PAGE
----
It took several years for Nike to present a united front in the face of criticism, where there was originally equivocation and aloofness. More damaging was the company’s repeated insistence that, since the factories in question weren’t owned by Nike, Nike bore no real responsibility for the conditions there. Apple has been far more proactive in investigating working conditions at Foxconn and making demands of its most important production partner.

Tim Cook Foxconn factoryNevertheless, the events of last month prove that there’s far more to be done.

The differences between the two scandals don’t end with the companies, however. We as consumers seem to have changed since the 90s, and not necessarily for the better. There’s a greater understanding these days that the goods we rely so heavily on are produced in – and often at the expense of – people in the developing world. Of course, this happens at our own expense as well, when you consider that the U.S. has lost 28-percent of it high-tech manufacturing jobs in the last decade.

And it seems we’ve made our peace that, because we’re unwilling to effect change with the most powerful tool available to all of us: our wallets. Between 1994 and 1998 – arguably the height of the Nike sweatshop scandal – the company’s sales went from $3.8 billion to $9.6 billion. And Apple? Potential disruptions to the iPhone 5 supply chain notwithstanding, the most valuable company in history grows larger by the day.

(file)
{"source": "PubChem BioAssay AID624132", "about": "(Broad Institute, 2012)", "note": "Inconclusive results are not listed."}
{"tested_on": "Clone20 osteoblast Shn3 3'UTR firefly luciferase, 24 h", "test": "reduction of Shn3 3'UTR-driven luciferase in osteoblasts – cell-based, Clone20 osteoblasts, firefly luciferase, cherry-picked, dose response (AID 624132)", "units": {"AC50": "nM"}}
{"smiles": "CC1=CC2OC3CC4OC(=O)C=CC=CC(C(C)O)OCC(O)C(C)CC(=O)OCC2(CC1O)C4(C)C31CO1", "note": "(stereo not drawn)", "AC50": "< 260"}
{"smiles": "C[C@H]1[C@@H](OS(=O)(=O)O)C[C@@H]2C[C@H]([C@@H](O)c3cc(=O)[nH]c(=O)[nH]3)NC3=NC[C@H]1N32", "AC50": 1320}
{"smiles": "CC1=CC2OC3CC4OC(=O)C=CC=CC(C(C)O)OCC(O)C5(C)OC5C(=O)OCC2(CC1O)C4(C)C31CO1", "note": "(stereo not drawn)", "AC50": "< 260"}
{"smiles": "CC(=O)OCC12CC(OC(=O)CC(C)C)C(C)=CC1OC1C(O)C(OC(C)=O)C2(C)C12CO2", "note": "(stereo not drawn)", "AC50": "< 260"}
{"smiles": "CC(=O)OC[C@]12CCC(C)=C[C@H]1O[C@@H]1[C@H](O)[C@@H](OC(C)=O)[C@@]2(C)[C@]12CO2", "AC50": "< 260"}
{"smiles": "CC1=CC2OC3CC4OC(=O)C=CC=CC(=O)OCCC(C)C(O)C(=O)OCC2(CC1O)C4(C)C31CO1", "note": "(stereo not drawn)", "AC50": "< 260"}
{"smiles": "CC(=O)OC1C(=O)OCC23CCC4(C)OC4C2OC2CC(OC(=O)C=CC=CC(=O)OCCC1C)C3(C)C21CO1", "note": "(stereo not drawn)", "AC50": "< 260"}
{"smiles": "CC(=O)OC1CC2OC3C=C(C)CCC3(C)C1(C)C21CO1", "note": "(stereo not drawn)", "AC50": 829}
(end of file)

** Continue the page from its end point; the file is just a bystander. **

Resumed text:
The views expressed here are solely those of the author and do not reflect the beliefs of Digital Trends.


Nvidia admits its 2080 Ti cards have a problem, but isn’t saying what it is

Nvidia has admitted that there is a wider problem affecting its RTX 2080 Ti Founders Edition cards, despite earlier claims to the contrary. It has also promised to continue working with affected consumers to replace dead cards.

Samsung patents show what Infinity-O display could look like on Galaxy S10

While we still may be months away from an announcement, there's no doubt about it: Samsung is working hard on its successor to the Galaxy S9. Here's everything we know about the upcoming Samsung Galaxy S10.
Digital Trends Live

DT Daily: iPhone X problems, Single’s Day sales records, and more

On the 15th episode of DT Daily, Digital Trends' live morning show, Greg Nibler and Marie Pardo-Garber examined the news of the day, including iPhone X screen problems, Alibaba's record-setting day of sales, and more.

You can now message businesses straight through Google Maps

Google has been updating Maps with a ton of new features over the past few months, and now it's back with another one -- the ability for users to message businesses directly through the Maps app.

The Motiv smart ring is coming to 20 more countries and physical stores